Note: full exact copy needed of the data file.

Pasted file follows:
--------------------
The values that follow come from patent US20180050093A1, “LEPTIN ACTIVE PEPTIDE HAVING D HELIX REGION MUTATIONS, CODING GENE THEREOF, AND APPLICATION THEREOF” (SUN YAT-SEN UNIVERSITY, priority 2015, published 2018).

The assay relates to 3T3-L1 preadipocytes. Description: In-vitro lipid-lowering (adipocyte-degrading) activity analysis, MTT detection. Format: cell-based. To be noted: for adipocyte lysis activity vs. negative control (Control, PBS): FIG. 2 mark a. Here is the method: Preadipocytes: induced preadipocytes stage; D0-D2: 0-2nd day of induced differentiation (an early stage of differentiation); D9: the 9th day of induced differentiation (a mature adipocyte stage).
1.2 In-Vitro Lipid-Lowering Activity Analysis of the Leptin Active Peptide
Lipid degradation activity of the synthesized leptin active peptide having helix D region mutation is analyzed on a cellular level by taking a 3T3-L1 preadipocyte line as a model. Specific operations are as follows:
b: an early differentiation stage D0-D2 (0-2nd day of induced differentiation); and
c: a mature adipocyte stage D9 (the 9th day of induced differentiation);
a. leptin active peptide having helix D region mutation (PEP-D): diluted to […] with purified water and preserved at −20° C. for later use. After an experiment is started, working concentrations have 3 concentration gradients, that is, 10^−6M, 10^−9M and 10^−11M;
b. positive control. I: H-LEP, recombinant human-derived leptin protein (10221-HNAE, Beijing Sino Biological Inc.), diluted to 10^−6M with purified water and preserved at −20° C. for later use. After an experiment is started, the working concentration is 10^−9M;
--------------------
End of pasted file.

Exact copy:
The values that follow come from patent US20180050093A1, “LEPTIN ACTIVE PEPTIDE HAVING D HELIX REGION MUTATIONS, CODING GENE THEREOF, AND APPLICATION THEREOF” (SUN YAT-SEN UNIVERSITY, priority 2015, published 2018).

The assay relates to 3T3-L1 preadipocytes. Description: In-vitro lipid-lowering (adipocyte-degrading) activity analysis, MTT detection. Format: cell-based. To be noted: for adipocyte lysis activity vs. negative control (Control, PBS): FIG. 2 mark a. Here is the method: Preadipocytes: induced preadipocytes stage; D0-D2: 0-2nd day of induced differentiation (an early stage of differentiation); D9: the 9th day of induced differentiation (a mature adipocyte stage).
1.2 In-Vitro Lipid-Lowering Activity Analysis of the Leptin Active Peptide
Lipid degradation activity of the synthesized leptin active peptide having helix D region mutation is analyzed on a cellular level by taking a 3T3-L1 preadipocyte line as a model. Specific operations are as follows:
b: an early differentiation stage D0-D2 (0-2nd day of induced differentiation); and
c: a mature adipocyte stage D9 (the 9th day of induced differentiation);
a. leptin active peptide having helix D region mutation (PEP-D): diluted to […] with purified water and preserved at −20° C. for later use. After an experiment is started, working concentrations have 3 concentration gradients, that is, 10^−6M, 10^−9M and 10^−11M;
b. positive control. I: H-LEP, recombinant human-derived leptin protein (10221-HNAE, Beijing Sino Biological Inc.), diluted to 10^−6M with purified water and preserved at −20° C. for later use. After an experiment is started, the working concentration is 10^−9M;